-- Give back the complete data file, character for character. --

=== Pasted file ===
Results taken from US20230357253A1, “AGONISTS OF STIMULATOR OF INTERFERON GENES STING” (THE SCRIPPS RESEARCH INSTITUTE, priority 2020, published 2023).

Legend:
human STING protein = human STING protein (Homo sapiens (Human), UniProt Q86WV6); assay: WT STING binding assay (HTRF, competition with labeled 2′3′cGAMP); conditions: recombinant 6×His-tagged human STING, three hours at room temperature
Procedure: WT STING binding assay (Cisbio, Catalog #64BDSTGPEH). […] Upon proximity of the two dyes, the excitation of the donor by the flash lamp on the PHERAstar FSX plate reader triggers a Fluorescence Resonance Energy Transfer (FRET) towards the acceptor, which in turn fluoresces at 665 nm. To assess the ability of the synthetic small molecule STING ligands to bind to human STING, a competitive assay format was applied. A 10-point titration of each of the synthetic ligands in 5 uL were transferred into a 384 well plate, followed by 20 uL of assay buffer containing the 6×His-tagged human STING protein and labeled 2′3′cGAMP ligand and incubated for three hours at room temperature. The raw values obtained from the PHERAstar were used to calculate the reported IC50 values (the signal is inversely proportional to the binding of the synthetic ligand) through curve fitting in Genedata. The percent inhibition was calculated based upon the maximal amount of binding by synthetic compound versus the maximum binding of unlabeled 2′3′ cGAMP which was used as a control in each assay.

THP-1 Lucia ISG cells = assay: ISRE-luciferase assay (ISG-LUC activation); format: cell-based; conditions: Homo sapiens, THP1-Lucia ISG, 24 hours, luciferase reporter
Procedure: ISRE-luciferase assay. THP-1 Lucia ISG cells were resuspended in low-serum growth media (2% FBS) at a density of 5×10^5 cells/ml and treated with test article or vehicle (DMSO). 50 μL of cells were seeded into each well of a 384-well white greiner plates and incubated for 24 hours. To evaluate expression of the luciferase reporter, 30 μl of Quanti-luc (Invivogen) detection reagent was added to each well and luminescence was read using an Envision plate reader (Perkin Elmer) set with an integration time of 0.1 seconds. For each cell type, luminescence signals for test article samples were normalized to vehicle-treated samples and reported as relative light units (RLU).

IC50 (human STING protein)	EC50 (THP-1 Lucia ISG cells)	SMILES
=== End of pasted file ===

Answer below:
Results taken from US20230357253A1, “AGONISTS OF STIMULATOR OF INTERFERON GENES STING” (THE SCRIPPS RESEARCH INSTITUTE, priority 2020, published 2023).

Legend:
human STING protein = human STING protein (Homo sapiens (Human), UniProt Q86WV6); assay: WT STING binding assay (HTRF, competition with labeled 2′3′cGAMP); conditions: recombinant 6×His-tagged human STING, three hours at room temperature
Procedure: WT STING binding assay (Cisbio, Catalog #64BDSTGPEH). […] Upon proximity of the two dyes, the excitation of the donor by the flash lamp on the PHERAstar FSX plate reader triggers a Fluorescence Resonance Energy Transfer (FRET) towards the acceptor, which in turn fluoresces at 665 nm. To assess the ability of the synthetic small molecule STING ligands to bind to human STING, a competitive assay format was applied. A 10-point titration of each of the synthetic ligands in 5 uL were transferred into a 384 well plate, followed by 20 uL of assay buffer containing the 6×His-tagged human STING protein and labeled 2′3′cGAMP ligand and incubated for three hours at room temperature. The raw values obtained from the PHERAstar were used to calculate the reported IC50 values (the signal is inversely proportional to the binding of the synthetic ligand) through curve fitting in Genedata. The percent inhibition was calculated based upon the maximal amount of binding by synthetic compound versus the maximum binding of unlabeled 2′3′ cGAMP which was used as a control in each assay.

THP-1 Lucia ISG cells = assay: ISRE-luciferase assay (ISG-LUC activation); format: cell-based; conditions: Homo sapiens, THP1-Lucia ISG, 24 hours, luciferase reporter
Procedure: ISRE-luciferase assay. THP-1 Lucia ISG cells were resuspended in low-serum growth media (2% FBS) at a density of 5×10^5 cells/ml and treated with test article or vehicle (DMSO). 50 μL of cells were seeded into each well of a 384-well white greiner plates and incubated for 24 hours. To evaluate expression of the luciferase reporter, 30 μl of Quanti-luc (Invivogen) detection reagent was added to each well and luminescence was read using an Envision plate reader (Perkin Elmer) set with an integration time of 0.1 seconds. For each cell type, luminescence signals for test article samples were normalized to vehicle-treated samples and reported as relative light units (RLU).

IC50 (human STING protein)	EC50 (THP-1 Lucia ISG cells)	SMILES